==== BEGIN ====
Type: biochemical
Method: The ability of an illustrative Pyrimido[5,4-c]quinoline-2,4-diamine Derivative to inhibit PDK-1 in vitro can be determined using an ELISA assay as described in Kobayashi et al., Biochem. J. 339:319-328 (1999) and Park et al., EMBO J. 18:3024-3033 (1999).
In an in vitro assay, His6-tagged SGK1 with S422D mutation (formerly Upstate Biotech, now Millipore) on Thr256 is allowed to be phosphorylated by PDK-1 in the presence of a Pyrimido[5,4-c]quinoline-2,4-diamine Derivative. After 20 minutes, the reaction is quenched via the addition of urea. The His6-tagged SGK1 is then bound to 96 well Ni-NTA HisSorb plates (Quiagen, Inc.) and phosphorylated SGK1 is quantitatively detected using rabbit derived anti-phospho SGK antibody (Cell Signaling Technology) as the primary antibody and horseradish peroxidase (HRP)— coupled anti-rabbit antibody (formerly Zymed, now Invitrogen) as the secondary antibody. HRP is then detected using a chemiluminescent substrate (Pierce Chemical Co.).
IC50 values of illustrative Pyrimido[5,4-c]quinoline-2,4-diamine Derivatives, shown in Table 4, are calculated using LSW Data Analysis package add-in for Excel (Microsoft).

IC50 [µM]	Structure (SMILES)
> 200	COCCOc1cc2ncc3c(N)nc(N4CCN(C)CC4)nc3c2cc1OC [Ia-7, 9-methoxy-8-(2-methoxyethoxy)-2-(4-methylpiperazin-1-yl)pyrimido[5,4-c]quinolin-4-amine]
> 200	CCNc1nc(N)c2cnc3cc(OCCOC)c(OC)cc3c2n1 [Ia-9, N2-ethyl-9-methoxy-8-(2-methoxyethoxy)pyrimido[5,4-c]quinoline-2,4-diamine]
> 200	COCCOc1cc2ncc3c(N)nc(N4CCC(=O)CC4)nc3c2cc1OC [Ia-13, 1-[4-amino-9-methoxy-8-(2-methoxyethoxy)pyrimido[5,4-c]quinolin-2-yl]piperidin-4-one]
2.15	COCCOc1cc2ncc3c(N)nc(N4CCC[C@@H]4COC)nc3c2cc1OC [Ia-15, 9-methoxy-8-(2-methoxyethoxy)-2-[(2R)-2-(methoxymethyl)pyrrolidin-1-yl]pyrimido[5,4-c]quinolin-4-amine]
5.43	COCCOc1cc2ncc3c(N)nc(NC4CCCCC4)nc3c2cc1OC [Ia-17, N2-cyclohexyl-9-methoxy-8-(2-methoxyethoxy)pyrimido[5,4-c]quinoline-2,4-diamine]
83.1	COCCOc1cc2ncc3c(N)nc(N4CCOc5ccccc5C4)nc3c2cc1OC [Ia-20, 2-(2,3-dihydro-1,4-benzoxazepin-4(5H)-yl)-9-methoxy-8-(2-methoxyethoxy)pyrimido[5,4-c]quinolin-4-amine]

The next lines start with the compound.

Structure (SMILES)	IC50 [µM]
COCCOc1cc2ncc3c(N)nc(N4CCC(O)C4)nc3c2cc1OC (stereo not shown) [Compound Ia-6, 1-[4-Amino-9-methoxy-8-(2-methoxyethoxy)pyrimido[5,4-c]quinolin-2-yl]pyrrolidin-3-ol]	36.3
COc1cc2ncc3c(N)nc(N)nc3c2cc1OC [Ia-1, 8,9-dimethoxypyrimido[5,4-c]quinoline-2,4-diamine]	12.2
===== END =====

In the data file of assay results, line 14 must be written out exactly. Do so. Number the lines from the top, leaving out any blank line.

COCCOc1cc2ncc3c(N)nc(N4CCC(O)C4)nc3c2cc1OC (stereo not shown) [Compound Ia-6, 1-[4-Amino-9-methoxy-8-(2-methoxyethoxy)pyrimido[5,4-c]quinolin-2-yl]pyrrolidin-3-ol]	36.3